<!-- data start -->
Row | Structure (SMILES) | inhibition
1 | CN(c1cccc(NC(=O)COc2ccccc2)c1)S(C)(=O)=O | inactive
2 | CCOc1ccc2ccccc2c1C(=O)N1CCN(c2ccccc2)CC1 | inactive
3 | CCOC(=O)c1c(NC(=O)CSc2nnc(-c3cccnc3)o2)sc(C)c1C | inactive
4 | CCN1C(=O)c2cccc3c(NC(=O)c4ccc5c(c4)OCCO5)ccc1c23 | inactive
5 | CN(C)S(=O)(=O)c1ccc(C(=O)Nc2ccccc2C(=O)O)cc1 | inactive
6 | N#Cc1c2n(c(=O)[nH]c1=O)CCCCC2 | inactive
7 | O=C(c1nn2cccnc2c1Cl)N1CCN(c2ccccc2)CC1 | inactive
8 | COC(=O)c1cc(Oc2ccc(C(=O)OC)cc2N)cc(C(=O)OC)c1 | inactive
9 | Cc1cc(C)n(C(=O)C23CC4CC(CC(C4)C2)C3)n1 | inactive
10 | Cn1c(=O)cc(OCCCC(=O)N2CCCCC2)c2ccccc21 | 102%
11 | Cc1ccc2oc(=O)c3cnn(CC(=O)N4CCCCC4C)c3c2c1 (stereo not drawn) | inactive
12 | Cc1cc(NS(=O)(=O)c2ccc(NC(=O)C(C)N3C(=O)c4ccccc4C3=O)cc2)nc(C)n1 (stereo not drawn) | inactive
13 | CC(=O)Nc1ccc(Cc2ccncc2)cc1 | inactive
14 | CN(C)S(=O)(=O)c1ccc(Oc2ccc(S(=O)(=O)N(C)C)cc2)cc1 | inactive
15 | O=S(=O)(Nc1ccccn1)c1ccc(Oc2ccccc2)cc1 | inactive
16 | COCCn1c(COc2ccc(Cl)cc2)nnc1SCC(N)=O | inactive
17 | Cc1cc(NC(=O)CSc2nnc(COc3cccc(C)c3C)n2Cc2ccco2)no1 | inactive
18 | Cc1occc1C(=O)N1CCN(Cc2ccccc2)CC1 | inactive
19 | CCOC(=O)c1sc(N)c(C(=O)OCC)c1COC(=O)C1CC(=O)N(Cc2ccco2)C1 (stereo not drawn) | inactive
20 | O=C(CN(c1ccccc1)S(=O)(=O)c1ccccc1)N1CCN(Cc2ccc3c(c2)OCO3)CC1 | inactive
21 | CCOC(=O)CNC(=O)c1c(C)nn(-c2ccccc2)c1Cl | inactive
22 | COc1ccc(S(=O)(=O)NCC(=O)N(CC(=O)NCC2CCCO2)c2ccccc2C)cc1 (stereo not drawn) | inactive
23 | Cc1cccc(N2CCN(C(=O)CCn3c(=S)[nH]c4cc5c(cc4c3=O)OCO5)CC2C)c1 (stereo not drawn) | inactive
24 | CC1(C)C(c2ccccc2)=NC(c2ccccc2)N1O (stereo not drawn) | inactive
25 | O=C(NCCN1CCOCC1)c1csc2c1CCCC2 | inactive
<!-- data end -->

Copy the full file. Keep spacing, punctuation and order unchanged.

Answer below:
Row | Structure (SMILES) | inhibition
1 | CN(c1cccc(NC(=O)COc2ccccc2)c1)S(C)(=O)=O | inactive
2 | CCOc1ccc2ccccc2c1C(=O)N1CCN(c2ccccc2)CC1 | inactive
3 | CCOC(=O)c1c(NC(=O)CSc2nnc(-c3cccnc3)o2)sc(C)c1C | inactive
4 | CCN1C(=O)c2cccc3c(NC(=O)c4ccc5c(c4)OCCO5)ccc1c23 | inactive
5 | CN(C)S(=O)(=O)c1ccc(C(=O)Nc2ccccc2C(=O)O)cc1 | inactive
6 | N#Cc1c2n(c(=O)[nH]c1=O)CCCCC2 | inactive
7 | O=C(c1nn2cccnc2c1Cl)N1CCN(c2ccccc2)CC1 | inactive
8 | COC(=O)c1cc(Oc2ccc(C(=O)OC)cc2N)cc(C(=O)OC)c1 | inactive
9 | Cc1cc(C)n(C(=O)C23CC4CC(CC(C4)C2)C3)n1 | inactive
10 | Cn1c(=O)cc(OCCCC(=O)N2CCCCC2)c2ccccc21 | 102%
11 | Cc1ccc2oc(=O)c3cnn(CC(=O)N4CCCCC4C)c3c2c1 (stereo not drawn) | inactive
12 | Cc1cc(NS(=O)(=O)c2ccc(NC(=O)C(C)N3C(=O)c4ccccc4C3=O)cc2)nc(C)n1 (stereo not drawn) | inactive
13 | CC(=O)Nc1ccc(Cc2ccncc2)cc1 | inactive
14 | CN(C)S(=O)(=O)c1ccc(Oc2ccc(S(=O)(=O)N(C)C)cc2)cc1 | inactive
15 | O=S(=O)(Nc1ccccn1)c1ccc(Oc2ccccc2)cc1 | inactive
16 | COCCn1c(COc2ccc(Cl)cc2)nnc1SCC(N)=O | inactive
17 | Cc1cc(NC(=O)CSc2nnc(COc3cccc(C)c3C)n2Cc2ccco2)no1 | inactive
18 | Cc1occc1C(=O)N1CCN(Cc2ccccc2)CC1 | inactive
19 | CCOC(=O)c1sc(N)c(C(=O)OCC)c1COC(=O)C1CC(=O)N(Cc2ccco2)C1 (stereo not drawn) | inactive
20 | O=C(CN(c1ccccc1)S(=O)(=O)c1ccccc1)N1CCN(Cc2ccc3c(c2)OCO3)CC1 | inactive
21 | CCOC(=O)CNC(=O)c1c(C)nn(-c2ccccc2)c1Cl | inactive
22 | COc1ccc(S(=O)(=O)NCC(=O)N(CC(=O)NCC2CCCO2)c2ccccc2C)cc1 (stereo not drawn) | inactive
23 | Cc1cccc(N2CCN(C(=O)CCn3c(=S)[nH]c4cc5c(cc4c3=O)OCO5)CC2C)c1 (stereo not drawn) | inactive
24 | CC1(C)C(c2ccccc2)=NC(c2ccccc2)N1O (stereo not drawn) | inactive
25 | O=C(NCCN1CCOCC1)c1csc2c1CCCC2 | inactive